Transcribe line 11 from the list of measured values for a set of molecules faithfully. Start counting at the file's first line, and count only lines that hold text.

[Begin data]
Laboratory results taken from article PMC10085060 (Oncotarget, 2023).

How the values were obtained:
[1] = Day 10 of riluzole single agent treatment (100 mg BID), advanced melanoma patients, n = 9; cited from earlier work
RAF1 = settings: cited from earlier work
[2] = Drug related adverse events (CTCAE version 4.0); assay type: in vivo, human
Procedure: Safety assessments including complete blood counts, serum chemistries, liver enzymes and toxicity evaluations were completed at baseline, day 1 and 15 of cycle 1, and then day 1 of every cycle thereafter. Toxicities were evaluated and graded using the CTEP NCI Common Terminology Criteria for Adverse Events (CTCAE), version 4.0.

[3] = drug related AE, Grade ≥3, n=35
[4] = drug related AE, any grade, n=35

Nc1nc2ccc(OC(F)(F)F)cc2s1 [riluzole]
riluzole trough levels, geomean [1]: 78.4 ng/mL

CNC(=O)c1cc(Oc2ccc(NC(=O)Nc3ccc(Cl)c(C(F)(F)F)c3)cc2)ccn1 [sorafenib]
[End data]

CNC(=O)c1cc(Oc2ccc(NC(=O)Nc3ccc(Cl)c(C(F)(F)F)c3)cc2)ccn1 [sorafenib]